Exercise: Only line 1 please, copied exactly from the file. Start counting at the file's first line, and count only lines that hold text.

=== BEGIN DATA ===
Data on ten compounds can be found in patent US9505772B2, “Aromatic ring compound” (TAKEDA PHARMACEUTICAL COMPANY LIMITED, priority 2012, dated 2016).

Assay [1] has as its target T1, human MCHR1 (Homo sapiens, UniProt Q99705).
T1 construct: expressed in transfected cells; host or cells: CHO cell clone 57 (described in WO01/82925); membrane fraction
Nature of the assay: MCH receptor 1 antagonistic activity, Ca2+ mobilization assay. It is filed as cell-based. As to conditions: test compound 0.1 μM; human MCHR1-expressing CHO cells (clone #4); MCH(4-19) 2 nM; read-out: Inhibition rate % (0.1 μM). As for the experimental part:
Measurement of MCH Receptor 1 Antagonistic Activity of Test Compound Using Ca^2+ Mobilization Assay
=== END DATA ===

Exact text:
Data on ten compounds can be found in patent US9505772B2, “Aromatic ring compound” (TAKEDA PHARMACEUTICAL COMPANY LIMITED, priority 2012, dated 2016).